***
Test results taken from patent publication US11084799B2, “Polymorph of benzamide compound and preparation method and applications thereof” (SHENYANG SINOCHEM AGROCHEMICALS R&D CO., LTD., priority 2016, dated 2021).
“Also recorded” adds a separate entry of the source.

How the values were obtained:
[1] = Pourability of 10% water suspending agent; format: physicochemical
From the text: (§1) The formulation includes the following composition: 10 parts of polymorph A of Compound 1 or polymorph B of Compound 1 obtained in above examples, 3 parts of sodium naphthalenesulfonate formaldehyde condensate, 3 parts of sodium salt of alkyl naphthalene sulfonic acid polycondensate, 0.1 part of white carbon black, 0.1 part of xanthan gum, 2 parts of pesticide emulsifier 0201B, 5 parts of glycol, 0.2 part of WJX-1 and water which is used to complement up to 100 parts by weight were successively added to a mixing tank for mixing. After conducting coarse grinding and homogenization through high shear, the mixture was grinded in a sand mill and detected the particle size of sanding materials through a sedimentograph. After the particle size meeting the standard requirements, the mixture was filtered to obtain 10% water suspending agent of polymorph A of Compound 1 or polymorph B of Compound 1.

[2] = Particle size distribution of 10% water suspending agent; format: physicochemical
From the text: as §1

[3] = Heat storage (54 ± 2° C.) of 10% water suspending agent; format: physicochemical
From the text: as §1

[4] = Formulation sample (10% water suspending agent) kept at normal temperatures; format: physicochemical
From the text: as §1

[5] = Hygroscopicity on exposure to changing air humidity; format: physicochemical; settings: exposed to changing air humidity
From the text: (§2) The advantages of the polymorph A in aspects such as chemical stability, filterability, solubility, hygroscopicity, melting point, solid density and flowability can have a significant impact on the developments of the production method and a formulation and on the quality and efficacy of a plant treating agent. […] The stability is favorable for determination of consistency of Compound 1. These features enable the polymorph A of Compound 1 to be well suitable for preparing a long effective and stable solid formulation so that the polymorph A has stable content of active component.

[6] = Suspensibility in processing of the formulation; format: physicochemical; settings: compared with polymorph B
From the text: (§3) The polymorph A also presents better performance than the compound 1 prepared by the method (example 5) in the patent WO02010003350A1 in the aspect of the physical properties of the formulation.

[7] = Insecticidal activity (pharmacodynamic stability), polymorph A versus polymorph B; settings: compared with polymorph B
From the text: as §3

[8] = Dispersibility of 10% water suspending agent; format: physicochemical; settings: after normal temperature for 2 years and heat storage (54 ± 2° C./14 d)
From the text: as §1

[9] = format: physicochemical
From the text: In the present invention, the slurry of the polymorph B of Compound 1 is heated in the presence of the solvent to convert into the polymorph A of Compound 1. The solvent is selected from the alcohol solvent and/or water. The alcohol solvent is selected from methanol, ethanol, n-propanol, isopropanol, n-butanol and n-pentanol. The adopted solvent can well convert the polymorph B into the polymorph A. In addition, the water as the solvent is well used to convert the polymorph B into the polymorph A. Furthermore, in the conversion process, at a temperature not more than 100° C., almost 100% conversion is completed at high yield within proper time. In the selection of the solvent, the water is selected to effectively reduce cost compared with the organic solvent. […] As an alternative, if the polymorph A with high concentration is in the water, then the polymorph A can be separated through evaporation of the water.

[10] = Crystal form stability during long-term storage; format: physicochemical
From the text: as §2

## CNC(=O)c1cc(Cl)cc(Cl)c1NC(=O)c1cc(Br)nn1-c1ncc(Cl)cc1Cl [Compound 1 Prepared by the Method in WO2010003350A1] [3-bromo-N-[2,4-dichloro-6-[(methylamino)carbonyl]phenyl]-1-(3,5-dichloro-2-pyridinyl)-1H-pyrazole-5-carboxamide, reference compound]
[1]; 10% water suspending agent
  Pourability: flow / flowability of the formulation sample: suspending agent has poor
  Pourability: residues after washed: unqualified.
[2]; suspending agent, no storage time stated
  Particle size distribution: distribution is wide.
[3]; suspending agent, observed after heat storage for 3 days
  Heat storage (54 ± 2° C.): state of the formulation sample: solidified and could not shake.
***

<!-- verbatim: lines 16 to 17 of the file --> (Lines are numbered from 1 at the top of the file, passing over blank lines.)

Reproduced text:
[7] = Insecticidal activity (pharmacodynamic stability), polymorph A versus polymorph B; settings: compared with polymorph B
From the text: as §3